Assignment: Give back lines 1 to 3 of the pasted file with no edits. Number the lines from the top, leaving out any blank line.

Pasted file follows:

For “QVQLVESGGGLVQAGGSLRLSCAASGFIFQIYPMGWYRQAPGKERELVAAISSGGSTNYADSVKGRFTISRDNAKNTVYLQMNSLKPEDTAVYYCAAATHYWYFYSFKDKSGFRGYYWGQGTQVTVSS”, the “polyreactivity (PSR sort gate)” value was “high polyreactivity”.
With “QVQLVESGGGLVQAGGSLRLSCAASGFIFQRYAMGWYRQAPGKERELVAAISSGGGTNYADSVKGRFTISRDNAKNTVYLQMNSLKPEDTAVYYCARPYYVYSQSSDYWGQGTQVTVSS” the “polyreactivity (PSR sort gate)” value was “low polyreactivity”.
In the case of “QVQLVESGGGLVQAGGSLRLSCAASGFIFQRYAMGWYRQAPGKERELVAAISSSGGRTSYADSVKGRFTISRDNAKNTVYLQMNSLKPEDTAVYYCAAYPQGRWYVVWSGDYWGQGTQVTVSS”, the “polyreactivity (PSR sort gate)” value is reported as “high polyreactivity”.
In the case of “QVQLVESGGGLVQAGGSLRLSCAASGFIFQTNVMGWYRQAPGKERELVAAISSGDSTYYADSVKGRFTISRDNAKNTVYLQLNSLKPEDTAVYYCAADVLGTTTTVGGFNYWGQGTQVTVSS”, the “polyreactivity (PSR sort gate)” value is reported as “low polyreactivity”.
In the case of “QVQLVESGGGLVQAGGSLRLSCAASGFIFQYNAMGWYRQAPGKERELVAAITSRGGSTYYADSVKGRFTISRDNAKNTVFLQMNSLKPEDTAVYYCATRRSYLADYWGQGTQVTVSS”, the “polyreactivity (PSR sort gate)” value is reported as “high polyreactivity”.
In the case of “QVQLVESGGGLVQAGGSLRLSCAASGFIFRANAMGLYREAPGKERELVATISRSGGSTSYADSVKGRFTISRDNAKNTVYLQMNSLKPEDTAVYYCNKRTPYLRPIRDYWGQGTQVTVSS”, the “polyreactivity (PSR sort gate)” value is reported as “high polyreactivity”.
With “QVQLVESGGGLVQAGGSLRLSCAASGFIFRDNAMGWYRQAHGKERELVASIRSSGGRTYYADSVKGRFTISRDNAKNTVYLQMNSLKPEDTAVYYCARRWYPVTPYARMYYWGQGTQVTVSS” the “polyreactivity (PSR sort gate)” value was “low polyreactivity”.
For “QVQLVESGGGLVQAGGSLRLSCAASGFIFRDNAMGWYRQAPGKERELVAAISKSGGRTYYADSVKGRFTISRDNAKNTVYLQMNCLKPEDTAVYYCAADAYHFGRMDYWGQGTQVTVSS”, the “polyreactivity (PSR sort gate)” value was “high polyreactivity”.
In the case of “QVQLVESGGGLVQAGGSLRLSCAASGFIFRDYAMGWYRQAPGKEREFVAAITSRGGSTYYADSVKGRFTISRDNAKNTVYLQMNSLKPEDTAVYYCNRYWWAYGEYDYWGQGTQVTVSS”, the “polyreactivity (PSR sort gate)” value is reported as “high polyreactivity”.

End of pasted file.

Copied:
For “QVQLVESGGGLVQAGGSLRLSCAASGFIFQIYPMGWYRQAPGKERELVAAISSGGSTNYADSVKGRFTISRDNAKNTVYLQMNSLKPEDTAVYYCAAATHYWYFYSFKDKSGFRGYYWGQGTQVTVSS”, the “polyreactivity (PSR sort gate)” value was “high polyreactivity”.
With “QVQLVESGGGLVQAGGSLRLSCAASGFIFQRYAMGWYRQAPGKERELVAAISSGGGTNYADSVKGRFTISRDNAKNTVYLQMNSLKPEDTAVYYCARPYYVYSQSSDYWGQGTQVTVSS” the “polyreactivity (PSR sort gate)” value was “low polyreactivity”.
In the case of “QVQLVESGGGLVQAGGSLRLSCAASGFIFQRYAMGWYRQAPGKERELVAAISSSGGRTSYADSVKGRFTISRDNAKNTVYLQMNSLKPEDTAVYYCAAYPQGRWYVVWSGDYWGQGTQVTVSS”, the “polyreactivity (PSR sort gate)” value is reported as “high polyreactivity”.